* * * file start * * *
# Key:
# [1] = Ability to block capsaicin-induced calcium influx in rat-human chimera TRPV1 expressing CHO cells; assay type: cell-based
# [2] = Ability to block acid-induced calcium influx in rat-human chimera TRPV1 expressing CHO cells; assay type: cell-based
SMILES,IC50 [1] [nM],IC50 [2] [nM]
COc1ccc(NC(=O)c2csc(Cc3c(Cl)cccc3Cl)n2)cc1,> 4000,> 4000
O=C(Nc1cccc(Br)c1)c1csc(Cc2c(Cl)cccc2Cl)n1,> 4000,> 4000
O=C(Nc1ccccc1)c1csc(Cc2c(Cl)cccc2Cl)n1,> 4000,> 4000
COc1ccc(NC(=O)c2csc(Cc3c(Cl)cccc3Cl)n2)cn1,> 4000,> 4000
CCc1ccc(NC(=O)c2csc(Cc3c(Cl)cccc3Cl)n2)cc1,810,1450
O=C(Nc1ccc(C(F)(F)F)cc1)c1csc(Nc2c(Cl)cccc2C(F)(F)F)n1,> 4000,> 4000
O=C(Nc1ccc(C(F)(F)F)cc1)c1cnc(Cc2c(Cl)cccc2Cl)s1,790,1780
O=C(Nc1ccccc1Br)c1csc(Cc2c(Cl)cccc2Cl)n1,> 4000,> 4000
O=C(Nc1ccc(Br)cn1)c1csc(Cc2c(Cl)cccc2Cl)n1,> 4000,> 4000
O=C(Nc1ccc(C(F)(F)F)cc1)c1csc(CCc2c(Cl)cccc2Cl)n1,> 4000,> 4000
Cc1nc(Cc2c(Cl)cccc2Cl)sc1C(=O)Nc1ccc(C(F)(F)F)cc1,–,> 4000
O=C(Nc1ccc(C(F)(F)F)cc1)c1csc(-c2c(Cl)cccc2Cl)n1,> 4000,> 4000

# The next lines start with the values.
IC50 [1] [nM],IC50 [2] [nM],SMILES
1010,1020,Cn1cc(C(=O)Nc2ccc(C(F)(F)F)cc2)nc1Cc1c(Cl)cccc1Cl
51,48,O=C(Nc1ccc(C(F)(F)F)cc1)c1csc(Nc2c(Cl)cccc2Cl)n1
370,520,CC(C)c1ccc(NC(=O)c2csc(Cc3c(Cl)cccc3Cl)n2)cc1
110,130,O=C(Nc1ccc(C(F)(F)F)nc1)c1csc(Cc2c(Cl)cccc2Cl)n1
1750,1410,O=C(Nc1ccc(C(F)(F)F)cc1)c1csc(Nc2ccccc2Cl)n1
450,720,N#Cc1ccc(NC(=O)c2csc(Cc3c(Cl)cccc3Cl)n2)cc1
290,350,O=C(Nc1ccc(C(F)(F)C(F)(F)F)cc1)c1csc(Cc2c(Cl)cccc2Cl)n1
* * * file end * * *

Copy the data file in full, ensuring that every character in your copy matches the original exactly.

# Key:
# [1] = Ability to block capsaicin-induced calcium influx in rat-human chimera TRPV1 expressing CHO cells; assay type: cell-based
# [2] = Ability to block acid-induced calcium influx in rat-human chimera TRPV1 expressing CHO cells; assay type: cell-based
SMILES,IC50 [1] [nM],IC50 [2] [nM]
COc1ccc(NC(=O)c2csc(Cc3c(Cl)cccc3Cl)n2)cc1,> 4000,> 4000
O=C(Nc1cccc(Br)c1)c1csc(Cc2c(Cl)cccc2Cl)n1,> 4000,> 4000
O=C(Nc1ccccc1)c1csc(Cc2c(Cl)cccc2Cl)n1,> 4000,> 4000
COc1ccc(NC(=O)c2csc(Cc3c(Cl)cccc3Cl)n2)cn1,> 4000,> 4000
CCc1ccc(NC(=O)c2csc(Cc3c(Cl)cccc3Cl)n2)cc1,810,1450
O=C(Nc1ccc(C(F)(F)F)cc1)c1csc(Nc2c(Cl)cccc2C(F)(F)F)n1,> 4000,> 4000
O=C(Nc1ccc(C(F)(F)F)cc1)c1cnc(Cc2c(Cl)cccc2Cl)s1,790,1780
O=C(Nc1ccccc1Br)c1csc(Cc2c(Cl)cccc2Cl)n1,> 4000,> 4000
O=C(Nc1ccc(Br)cn1)c1csc(Cc2c(Cl)cccc2Cl)n1,> 4000,> 4000
O=C(Nc1ccc(C(F)(F)F)cc1)c1csc(CCc2c(Cl)cccc2Cl)n1,> 4000,> 4000
Cc1nc(Cc2c(Cl)cccc2Cl)sc1C(=O)Nc1ccc(C(F)(F)F)cc1,–,> 4000
O=C(Nc1ccc(C(F)(F)F)cc1)c1csc(-c2c(Cl)cccc2Cl)n1,> 4000,> 4000

# The next lines start with the values.
IC50 [1] [nM],IC50 [2] [nM],SMILES
1010,1020,Cn1cc(C(=O)Nc2ccc(C(F)(F)F)cc2)nc1Cc1c(Cl)cccc1Cl
51,48,O=C(Nc1ccc(C(F)(F)F)cc1)c1csc(Nc2c(Cl)cccc2Cl)n1
370,520,CC(C)c1ccc(NC(=O)c2csc(Cc3c(Cl)cccc3Cl)n2)cc1
110,130,O=C(Nc1ccc(C(F)(F)F)nc1)c1csc(Cc2c(Cl)cccc2Cl)n1
1750,1410,O=C(Nc1ccc(C(F)(F)F)cc1)c1csc(Nc2ccccc2Cl)n1
450,720,N#Cc1ccc(NC(=O)c2csc(Cc3c(Cl)cccc3Cl)n2)cc1
290,350,O=C(Nc1ccc(C(F)(F)C(F)(F)F)cc1)c1csc(Cc2c(Cl)cccc2Cl)n1